# Distinctive features of ion-acoustic solitons in EPI super-dense magneto-plasmas with degenerate electrons and positrons

###### Abstract

Using the extended Poincaré-Lighthill-Kuo (PLK) reductive perturbation method to study the small-amplitude ion acoustic solitary wave (IASW) dynamics (propagation and interaction), it is shown that in Thomas-Fermi magneto-plasma consisting of inertial-less degenerate electrons and positrons and isothermal ions, distinctive features emerge when the ultra-relativistic degeneracy pressure applies to electrons and positrons. Calculations show that ion-acoustic solitary waves may interact differently in such plasmas under ultra-relativistic degeneracy pressure.

###### pacs:

52.30.Ex, 52.35.-g, 52.35.Fp, 52.35.Mw## I Introduction

Ion acoustic wave (IAW) is one of well understood characteristics of plasma environments, investigations of which has been going on for about several decades vedenov (); davidson (). Interesting nonlinear features of these quantities in different plasma environments as well as their abundant occurrence in nature has grown the researcher’s attention over the past few years. One of the important nonlinear features of the kind is the ion-acoustic solitary waves (IASWs). Discovery of remarkable shape-preservation feature of these waves during their interactions by Zabusky et.al. zabusky () in 1965, made their first important applications in communication technology. Washimi et.al washimi () showed that such waves, in a weakly nonlinear regime, can be mathematically modeled by the well known Korteweg-de Vries (KdV) equations. Oikawa et.al. oikawa () have used an extended approach to consider the interaction of such waves as the superposition of two single KdV-type solitons. The method of extended reductive perturbation is one of standard methods to study the interaction of solitons in many theoretical fields including nonlinear optics, Bose-Einstein condensates, solid-states and plasma research. The technique is so-called extended Poincaré-Lighthill-Kuo (PLK) method jeffery (); masa (). It has also been shown nob () that, using the method of multiple scales combined with the reductive perturbation method, not only eliminates the secularities arising in the second order correction but also the phase-factor of the lowest KdV soliton suffers a modification proportional to its amplitude.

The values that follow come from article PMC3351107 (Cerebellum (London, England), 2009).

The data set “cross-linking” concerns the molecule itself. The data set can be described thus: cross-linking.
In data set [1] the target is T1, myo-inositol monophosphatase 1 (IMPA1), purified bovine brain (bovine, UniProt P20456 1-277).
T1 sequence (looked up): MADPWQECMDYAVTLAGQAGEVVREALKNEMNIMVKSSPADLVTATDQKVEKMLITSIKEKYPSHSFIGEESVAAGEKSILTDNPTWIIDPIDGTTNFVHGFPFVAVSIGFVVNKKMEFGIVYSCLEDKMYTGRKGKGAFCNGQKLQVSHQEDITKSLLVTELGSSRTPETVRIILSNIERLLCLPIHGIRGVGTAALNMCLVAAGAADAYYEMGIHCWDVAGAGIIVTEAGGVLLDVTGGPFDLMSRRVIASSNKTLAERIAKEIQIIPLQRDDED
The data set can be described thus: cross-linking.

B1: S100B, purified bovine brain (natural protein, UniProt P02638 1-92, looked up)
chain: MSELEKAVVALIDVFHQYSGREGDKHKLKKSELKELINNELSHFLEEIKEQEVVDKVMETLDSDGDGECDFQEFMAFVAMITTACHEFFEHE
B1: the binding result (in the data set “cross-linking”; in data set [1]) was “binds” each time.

Due to vital importance in astrophysical sciences, in the past few years the nonlinear aspects of IASW dynamics in electron-positron-ion (EPI) or more generally pair-plasma has been studied extensively using multiple scales salah (); Esfand1 (); Esfand2 (); Esfand3 (); Tiwari1 (); Tiwari2 (); Mushtaq (); akbari () and Sagdeev pseudo-potential popel (); nejoh (); mahmood1 (); mahmood2 (); mahmood3 () techniques. EPI plasmas can be found in many astronomical objects such as active-galactic-nuclei miller (), pulsar magnetospheres michel (), neutron stars and supernovas etc. silva (). Among other examples are magnetic confinement systems and intense-laser matter interaction experiments surko1 (); surko2 (); greeves (); Berezh (). On the other hand, in white dwarfs or cores of giant planets like our Jupiter, where the density of matter is much higher than that of ordinary solids and in places which can be as hot as fusion plasmas, the quantum mechanical rules govern the collective behavior of the degenerate matter Manfredi (). In such a dense plasma state, where the de Broglie thermal wavelength is comparable or higher than inter-particle distances Bonitz (), there remains a question of whether the pair annihilation rate will destroy all the produced positrons. However, the Pauli exclusion principal causes the annihilation rates to be much lower in a degenerate plasma compared to ordinary EPI one, since the electron-positron interactions are limited to a narrow energy band, a process called Fermi-blocking. In other words, only the electrons and positrons with energies within around the Fermi-energy take part in collective plasma phenomena, hence, the plasma is almost collision-less. Trivial calculations Sabry (); dubinov2 () (e.g. see appendix therein) confirm that in a white dwarf positrons are long lived enough to contribute in nonlinear phenomena.